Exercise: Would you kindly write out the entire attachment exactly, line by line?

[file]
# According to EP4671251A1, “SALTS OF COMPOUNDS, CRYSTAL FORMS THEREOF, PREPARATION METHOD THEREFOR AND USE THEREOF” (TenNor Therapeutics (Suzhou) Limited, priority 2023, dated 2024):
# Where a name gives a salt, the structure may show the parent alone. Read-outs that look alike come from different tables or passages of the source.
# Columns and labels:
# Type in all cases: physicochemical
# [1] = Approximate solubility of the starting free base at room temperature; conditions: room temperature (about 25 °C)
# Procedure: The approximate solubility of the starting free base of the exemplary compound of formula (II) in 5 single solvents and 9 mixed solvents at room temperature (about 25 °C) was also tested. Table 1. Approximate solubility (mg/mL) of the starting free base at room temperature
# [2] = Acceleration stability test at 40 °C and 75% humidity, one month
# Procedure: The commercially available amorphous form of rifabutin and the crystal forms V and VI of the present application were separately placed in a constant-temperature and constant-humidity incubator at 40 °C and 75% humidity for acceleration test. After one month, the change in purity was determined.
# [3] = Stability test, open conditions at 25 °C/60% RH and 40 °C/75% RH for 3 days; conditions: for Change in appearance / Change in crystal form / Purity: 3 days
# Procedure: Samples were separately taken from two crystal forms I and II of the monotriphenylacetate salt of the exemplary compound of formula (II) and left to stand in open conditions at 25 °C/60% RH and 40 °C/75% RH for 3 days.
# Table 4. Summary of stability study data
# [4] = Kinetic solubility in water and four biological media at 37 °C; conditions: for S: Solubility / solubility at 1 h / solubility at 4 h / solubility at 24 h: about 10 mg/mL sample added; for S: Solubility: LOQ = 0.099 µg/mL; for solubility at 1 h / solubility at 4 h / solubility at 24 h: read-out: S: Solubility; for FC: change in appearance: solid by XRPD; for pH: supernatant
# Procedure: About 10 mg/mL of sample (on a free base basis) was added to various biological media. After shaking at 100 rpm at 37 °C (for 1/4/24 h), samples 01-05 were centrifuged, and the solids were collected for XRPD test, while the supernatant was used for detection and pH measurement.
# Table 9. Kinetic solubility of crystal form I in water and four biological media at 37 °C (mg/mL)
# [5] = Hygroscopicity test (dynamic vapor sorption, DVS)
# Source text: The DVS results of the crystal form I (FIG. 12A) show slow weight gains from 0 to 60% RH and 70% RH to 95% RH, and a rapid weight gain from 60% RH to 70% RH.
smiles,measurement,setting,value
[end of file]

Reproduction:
# According to EP4671251A1, “SALTS OF COMPOUNDS, CRYSTAL FORMS THEREOF, PREPARATION METHOD THEREFOR AND USE THEREOF” (TenNor Therapeutics (Suzhou) Limited, priority 2023, dated 2024):
# Where a name gives a salt, the structure may show the parent alone. Read-outs that look alike come from different tables or passages of the source.
# Columns and labels:
# Type in all cases: physicochemical
# [1] = Approximate solubility of the starting free base at room temperature; conditions: room temperature (about 25 °C)
# Procedure: The approximate solubility of the starting free base of the exemplary compound of formula (II) in 5 single solvents and 9 mixed solvents at room temperature (about 25 °C) was also tested. Table 1. Approximate solubility (mg/mL) of the starting free base at room temperature
# [2] = Acceleration stability test at 40 °C and 75% humidity, one month
# Procedure: The commercially available amorphous form of rifabutin and the crystal forms V and VI of the present application were separately placed in a constant-temperature and constant-humidity incubator at 40 °C and 75% humidity for acceleration test. After one month, the change in purity was determined.
# [3] = Stability test, open conditions at 25 °C/60% RH and 40 °C/75% RH for 3 days; conditions: for Change in appearance / Change in crystal form / Purity: 3 days
# Procedure: Samples were separately taken from two crystal forms I and II of the monotriphenylacetate salt of the exemplary compound of formula (II) and left to stand in open conditions at 25 °C/60% RH and 40 °C/75% RH for 3 days.
# Table 4. Summary of stability study data
# [4] = Kinetic solubility in water and four biological media at 37 °C; conditions: for S: Solubility / solubility at 1 h / solubility at 4 h / solubility at 24 h: about 10 mg/mL sample added; for S: Solubility: LOQ = 0.099 µg/mL; for solubility at 1 h / solubility at 4 h / solubility at 24 h: read-out: S: Solubility; for FC: change in appearance: solid by XRPD; for pH: supernatant
# Procedure: About 10 mg/mL of sample (on a free base basis) was added to various biological media. After shaking at 100 rpm at 37 °C (for 1/4/24 h), samples 01-05 were centrifuged, and the solids were collected for XRPD test, while the supernatant was used for detection and pH measurement.
# Table 9. Kinetic solubility of crystal form I in water and four biological media at 37 °C (mg/mL)
# [5] = Hygroscopicity test (dynamic vapor sorption, DVS)
# Source text: The DVS results of the crystal form I (FIG. 12A) show slow weight gains from 0 to 60% RH and 70% RH to 95% RH, and a rapid weight gain from 60% RH to 70% RH.
smiles,measurement,setting,value